Some of the anti-tilapia articles point to a controversial scientific study published in the Journal of the American Dietetic Association in July 2008.
In that paper, Floyd H. Chilton, a professor of physiology and pharmacology at Wake Forest University, and his colleagues conclude that “tilapia is not a good choice” for “individuals who are eating fish as a method to control inflammatory diseases such as heart disease.” The researchers add: “All other nutritional content aside, the inflammatory potential of hamburger and pork bacon is lower than the average serving of farmed tilapia.”
Inflammation is the body’s response to toxins or unwanted substances; it can occur in the arteries when cholesterol forms plaque.
Shortly after the study was published, a number of experts wrote an open letter disputing the idea that tilapia was unhealthy. “Tilapia and catfish are examples of lower-fat fish that have fewer omega-3s” than oily fish, but “still provide more of these heart-healthy nutrients than hamburger, steak, chicken, pork or turkey,” they wrote. “Replacing tilapia or catfish with ‘bacon, hamburgers or doughnuts’ is absolutely not recommended,” they cautioned. In November 2008, Harvard Medical School wrote a letter similarly concluding that tilapia is a “good choice for dinner.”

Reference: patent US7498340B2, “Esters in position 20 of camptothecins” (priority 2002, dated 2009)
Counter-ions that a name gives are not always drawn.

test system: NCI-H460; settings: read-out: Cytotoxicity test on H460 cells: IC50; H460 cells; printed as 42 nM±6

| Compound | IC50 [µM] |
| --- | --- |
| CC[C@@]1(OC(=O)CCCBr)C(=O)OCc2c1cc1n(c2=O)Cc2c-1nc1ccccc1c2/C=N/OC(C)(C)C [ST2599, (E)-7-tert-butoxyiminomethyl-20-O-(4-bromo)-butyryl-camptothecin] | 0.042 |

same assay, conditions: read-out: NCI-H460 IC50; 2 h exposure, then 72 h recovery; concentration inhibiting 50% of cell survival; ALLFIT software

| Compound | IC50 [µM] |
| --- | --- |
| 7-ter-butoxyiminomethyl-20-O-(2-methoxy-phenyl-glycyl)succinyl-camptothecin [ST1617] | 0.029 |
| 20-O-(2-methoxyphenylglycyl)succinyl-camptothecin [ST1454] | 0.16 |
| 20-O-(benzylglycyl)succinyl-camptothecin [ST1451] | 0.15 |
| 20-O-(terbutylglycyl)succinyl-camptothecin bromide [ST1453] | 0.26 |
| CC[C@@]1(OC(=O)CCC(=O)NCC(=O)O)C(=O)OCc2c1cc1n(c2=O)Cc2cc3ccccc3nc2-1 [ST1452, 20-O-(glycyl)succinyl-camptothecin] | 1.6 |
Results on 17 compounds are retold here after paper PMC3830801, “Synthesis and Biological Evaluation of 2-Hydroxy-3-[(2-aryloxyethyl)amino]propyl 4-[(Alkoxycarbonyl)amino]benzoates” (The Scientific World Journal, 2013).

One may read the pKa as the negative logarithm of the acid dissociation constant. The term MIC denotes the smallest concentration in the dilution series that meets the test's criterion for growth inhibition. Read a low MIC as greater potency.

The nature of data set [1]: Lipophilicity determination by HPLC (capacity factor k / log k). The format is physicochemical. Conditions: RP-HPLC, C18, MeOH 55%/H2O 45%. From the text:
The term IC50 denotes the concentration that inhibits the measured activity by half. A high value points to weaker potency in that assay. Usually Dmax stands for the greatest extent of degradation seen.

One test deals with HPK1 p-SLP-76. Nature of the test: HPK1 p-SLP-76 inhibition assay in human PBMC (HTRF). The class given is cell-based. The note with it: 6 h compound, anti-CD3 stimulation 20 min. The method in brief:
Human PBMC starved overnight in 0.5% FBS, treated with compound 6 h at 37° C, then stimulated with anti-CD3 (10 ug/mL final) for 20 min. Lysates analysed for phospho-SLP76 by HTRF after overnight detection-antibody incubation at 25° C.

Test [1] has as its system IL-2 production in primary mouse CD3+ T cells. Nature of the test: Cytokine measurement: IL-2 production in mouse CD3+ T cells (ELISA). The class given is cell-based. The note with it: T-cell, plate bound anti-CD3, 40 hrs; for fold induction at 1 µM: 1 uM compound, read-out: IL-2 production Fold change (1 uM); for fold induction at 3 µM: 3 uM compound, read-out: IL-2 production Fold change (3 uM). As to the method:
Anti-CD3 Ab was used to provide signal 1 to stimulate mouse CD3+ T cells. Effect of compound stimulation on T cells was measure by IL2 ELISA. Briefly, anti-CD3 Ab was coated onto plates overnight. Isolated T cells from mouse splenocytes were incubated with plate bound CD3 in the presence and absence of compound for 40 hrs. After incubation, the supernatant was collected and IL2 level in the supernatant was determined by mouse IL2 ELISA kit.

Still, years later, Chilton’s finding about inflammatory potential, which did not concern “all other nutritional content,” continues to be twisted into claims that bacon is generally healthier than tilapia.
We reached out to Chilton for comment, but he didn’t respond.However, he told Fox News in April 2014 that his research was being taken out of context by those warning against tilapia’s risks.
“We never intended to paint tilapia as the cause of anything bad,” he said. But, he added, “If your doctor or cardiologist is telling you to eat more fish, then you should look for varieties that have higher levels of omega-3 and avoid those with high inflammatory potential.”